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Practical aspects of prescribing 

Practical aspects of prescribing
Practical aspects of prescribing

Cathy Stannard

, Michael Coupe

, and Anthony Pickering

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date: 11 July 2020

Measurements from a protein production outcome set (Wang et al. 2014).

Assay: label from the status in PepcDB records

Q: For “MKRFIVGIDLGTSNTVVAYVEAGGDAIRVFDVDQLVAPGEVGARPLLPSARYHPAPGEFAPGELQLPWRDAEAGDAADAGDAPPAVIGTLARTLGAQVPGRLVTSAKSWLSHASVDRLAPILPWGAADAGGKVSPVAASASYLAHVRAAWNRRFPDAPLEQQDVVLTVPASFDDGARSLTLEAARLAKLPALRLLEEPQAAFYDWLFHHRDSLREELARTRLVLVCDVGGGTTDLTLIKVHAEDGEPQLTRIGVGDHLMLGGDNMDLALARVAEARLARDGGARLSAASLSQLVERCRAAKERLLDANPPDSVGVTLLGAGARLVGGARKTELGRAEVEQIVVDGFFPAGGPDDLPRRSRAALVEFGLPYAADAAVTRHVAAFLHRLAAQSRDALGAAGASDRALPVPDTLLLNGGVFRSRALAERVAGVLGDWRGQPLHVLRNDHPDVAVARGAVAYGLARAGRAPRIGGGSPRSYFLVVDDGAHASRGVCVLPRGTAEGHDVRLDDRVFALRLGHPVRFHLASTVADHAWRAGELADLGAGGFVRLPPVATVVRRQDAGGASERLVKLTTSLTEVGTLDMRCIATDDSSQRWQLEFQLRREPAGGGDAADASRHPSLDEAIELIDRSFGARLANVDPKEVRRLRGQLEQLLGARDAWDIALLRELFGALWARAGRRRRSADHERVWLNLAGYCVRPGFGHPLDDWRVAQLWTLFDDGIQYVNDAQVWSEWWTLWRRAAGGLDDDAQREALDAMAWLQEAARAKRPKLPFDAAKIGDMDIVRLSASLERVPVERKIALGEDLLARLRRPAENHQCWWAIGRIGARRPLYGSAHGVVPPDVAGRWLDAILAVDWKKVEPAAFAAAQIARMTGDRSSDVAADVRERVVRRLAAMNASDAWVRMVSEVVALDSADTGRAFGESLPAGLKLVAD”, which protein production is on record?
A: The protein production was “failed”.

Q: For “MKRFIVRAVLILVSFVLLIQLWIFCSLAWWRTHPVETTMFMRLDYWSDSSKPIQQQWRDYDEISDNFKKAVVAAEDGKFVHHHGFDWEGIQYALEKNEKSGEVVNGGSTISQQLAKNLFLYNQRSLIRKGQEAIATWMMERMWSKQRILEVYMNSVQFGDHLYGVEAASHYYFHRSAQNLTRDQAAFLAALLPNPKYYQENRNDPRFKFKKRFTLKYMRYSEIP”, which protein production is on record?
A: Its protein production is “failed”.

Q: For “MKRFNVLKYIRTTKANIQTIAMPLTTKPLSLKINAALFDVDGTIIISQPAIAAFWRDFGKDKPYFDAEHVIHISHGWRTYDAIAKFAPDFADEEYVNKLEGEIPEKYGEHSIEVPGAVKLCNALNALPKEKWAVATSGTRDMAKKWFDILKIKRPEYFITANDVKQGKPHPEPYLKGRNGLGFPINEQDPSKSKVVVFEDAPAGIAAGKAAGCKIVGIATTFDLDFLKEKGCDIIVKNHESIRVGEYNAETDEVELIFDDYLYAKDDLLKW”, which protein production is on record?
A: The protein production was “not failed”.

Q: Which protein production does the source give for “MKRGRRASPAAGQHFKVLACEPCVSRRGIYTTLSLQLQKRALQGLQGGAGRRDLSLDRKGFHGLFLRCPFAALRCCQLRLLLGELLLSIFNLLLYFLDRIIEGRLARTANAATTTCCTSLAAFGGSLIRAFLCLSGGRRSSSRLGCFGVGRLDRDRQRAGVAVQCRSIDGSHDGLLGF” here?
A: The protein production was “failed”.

There is no right or wrong type of patient suitable for opioid therapy. Opioids may play a partial role in the management of both nociceptive and neuropathic pain. The benefits and adverse effects of opioid treatment should be discussed with the patient and relevant others, and aims of therapy agreed and documented. Patients should undergo a trial of opioid therapy, with reasonable dose adjustment, active management of side effects, and monitoring of adverse effects and goals of treatment. There should be agreement between the prescriber and patient to stop opioid therapy if aims of treatment are not fulfilled within two or three dose adjustments. Harms of opioids are dose-related, and, in most circumstances, doses should not exceed 120 mg morphine equivalent per 24 hours. For most persistent pain conditions that are suitable for opioid therapy, sustained-release rather than immediate-release formulations are preferable. Clear allocation of responsibility for prescribing opioids in the long term should be agreed, including a plan for regular review of the patient to assess continuing utility of the opioid drug. Patients who fail to respond to one opioid drug may show a more favourable response with an alternative opioid. Tables describing relative potencies of opioids should serve as a guide only when switching a patient from one opioid to another. Caution should be exercised when switching a patient to or from methadone. The role of intrathecal opioid therapy in the management of persisting non-cancer pain needs further clarification.

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